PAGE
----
GAZA CITY, Gaza Strip – Palestinian leader Mahmoud Abbas (search) will meet Saturday with militant leaders to push them to honor a days-old cease-fire marred by mortar and rocket attacks on Israeli targets, according to an aide.
The Islamic militant group Hamas (search) said it would only stop attacks when it was satisfied Israel would release prisoners and stop pursuing militants.
Abbas' planned meetings with Hamas and the Islamic Jihad (search) faction were the latest sign of his commitment to keeping intact the cease-fire he and Israeli Prime Minister Ariel Sharon (search) declared Tuesday to end 4½ years of bloodletting.
On Thursday, he fired top security commanders after Hamas bombarded Jewish settlements in Gaza with mortars and rockets. And the central committee of his Fatah (search) movement announced a state of emergency in the Palestinian security forces in an effort to prevent new attacks.
Abbas aide Taeb Abdel Raheem said the Palestinian leader's meetings with the militant factions would take place Saturday night. Asked if Abbas would ask the factions to commit to a cease-fire, Abdel Raheem replied: "I think there is a responsibility, and all the factions should show their responsibility in this sensitive and crucial era."
Hamas is interested in a truce, but on condition Israel halt all raids against the militants and release prisoners, spokesman Sami Abu Zuhri said.
"Hamas still wants a truce, but needs this truce to be with Israeli obligations," Abu Zuhri said.
Israel pledged Tuesday to cease all its military activity against all Palestinians everywhere. It has also promised to release 900 of the 8,000 Palestinian prisoners it is holding, and signaled a willingness to release more.
Cabinet Secretary Hassan Abu Libdeh said Abbas would inform Hamas and Islamic Jihad leaders that "the Palestinian Authority will not tolerate any actions that will sabotage the agreement reached with Israelis on a mutual cease-fire."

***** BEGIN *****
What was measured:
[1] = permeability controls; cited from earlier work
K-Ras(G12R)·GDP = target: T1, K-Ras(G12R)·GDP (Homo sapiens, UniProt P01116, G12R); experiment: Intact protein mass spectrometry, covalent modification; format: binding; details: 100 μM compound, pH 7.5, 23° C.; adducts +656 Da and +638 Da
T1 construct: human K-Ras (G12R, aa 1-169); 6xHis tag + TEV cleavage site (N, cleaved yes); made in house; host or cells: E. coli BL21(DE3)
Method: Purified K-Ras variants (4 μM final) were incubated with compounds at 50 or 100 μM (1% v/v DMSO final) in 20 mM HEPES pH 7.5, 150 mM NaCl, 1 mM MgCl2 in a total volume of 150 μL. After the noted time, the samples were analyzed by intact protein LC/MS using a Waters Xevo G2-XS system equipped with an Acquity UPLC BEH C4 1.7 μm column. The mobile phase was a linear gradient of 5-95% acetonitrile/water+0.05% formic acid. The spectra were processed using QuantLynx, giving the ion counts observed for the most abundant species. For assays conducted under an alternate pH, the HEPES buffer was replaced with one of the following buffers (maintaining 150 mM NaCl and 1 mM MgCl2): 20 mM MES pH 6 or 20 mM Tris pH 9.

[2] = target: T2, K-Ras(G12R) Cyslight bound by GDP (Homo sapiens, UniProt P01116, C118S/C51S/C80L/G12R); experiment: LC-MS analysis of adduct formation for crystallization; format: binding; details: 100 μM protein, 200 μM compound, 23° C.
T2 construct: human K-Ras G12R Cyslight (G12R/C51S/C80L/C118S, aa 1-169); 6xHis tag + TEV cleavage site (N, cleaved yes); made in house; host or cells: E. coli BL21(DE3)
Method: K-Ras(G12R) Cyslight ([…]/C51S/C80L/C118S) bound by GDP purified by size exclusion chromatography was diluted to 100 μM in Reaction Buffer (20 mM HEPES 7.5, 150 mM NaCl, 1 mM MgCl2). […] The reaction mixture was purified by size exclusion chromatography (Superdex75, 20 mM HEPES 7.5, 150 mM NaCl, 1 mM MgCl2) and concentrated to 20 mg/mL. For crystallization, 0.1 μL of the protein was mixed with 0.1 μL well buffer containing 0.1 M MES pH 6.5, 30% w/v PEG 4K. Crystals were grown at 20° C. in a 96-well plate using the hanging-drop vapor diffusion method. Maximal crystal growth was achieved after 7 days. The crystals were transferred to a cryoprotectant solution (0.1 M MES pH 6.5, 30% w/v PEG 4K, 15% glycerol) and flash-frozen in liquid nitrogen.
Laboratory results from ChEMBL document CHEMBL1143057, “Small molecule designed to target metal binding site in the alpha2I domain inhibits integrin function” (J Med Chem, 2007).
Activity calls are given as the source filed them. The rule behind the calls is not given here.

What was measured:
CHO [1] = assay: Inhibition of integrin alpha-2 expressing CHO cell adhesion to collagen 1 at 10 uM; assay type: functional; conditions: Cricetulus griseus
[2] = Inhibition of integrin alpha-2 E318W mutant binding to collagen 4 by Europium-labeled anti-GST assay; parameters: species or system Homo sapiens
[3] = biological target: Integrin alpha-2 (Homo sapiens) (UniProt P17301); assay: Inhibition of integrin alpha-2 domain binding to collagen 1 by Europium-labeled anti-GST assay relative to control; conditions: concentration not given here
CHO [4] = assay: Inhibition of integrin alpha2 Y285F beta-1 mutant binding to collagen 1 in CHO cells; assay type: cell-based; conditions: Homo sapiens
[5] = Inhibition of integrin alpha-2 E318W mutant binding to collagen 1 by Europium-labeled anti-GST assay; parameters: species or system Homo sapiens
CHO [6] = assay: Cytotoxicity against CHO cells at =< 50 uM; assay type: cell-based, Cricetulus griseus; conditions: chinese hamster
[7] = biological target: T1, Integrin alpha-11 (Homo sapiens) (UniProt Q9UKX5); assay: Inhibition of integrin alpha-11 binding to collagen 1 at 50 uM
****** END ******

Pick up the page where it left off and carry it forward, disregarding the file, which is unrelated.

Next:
Abbas has said all the Palestinian groups, including Hamas and Islamic Jihad, have signed on to the truce, but leaders of the two, responsible for dozens of suicide bombings that have killed hundreds of Israelis, deny that.
Israel praised Abbas' swift actions, but warned it had only limited patience before it would take matters into its own hands.
"We still have a policy of restraint and civilian gestures in order to strengthen him, but it must be remembered this won't last forever," Israel's Deputy Defense Minister, Zeev Boim, told Israel Radio. "He has to take action."
Palestinian lawmaker Ziad Abu Zayyad said Hamas was probably trying to strengthen its political position with the heavy bombardment, and urged Israel to continue to show restraint.
"Israel has to refrain from any inflammatory actions that could be used as an excuse to torpedo the actions being taken by the Palestinian leadership," Abu Zayyad told Israel's Army Radio.
Palestinian gunmen, meanwhile, opened fire Friday night on a military patrol near a Jewish settlement south of the West Bank town of Nablus, but no one was injured, the army spokesman's office said.
Earlier in the day, Jewish settlers tried to block a road in Gaza to Palestinian traffic to protest the Palestinian attacks on settlements in Gaza on Thursday, police said. The Haaretz newspaper, citing unidentified military sources, said settlers also threw stones and tried to pull Palestinian drivers out of their vehicles to commandeer them.
Police spokesman Gil Kleiman said police received information about attempts to damage a Palestinian car, but that there was no evidence of that, and no official complaint filed. Kleiman said seven settlers were arrested.
Opposition to Israel's plan to withdraw from the Gaza Strip has also generated violence.
Israeli media reported Friday that Attorney General Meni Mazuz ordered police to crack down on people who attack public figures after Jewish opponents of the pullout hurled objects at Finance Minister Benjamin Netanyahu Thursday night, and slashed the tires of his armored car.
"We have zero tolerance for violence against public figures," Justice Ministry spokesman Jacob Galanti told The Associated Press. "All those held responsible will face the full force of the law."
Earlier in the week, Education Minister Limor Livnat was also assaulted by a group of extremists who oppose the withdrawal.
Israeli Defense Minister Shaul Mofaz, Abu Libdeh and Palestinian negotiators Mohammed Dahlan and Saeb Erekat are to meet Saturday night to discuss Israel's planned handover of West Bank towns, an easing of restrictions on the Palestinian population, and security issues, an Israeli Defense Ministry source said.
The military pullback from the West Bank towns is to take place in the next three weeks. The source didn't elaborate on the restrictions that are to be eased, or the security matters that are to be discussed.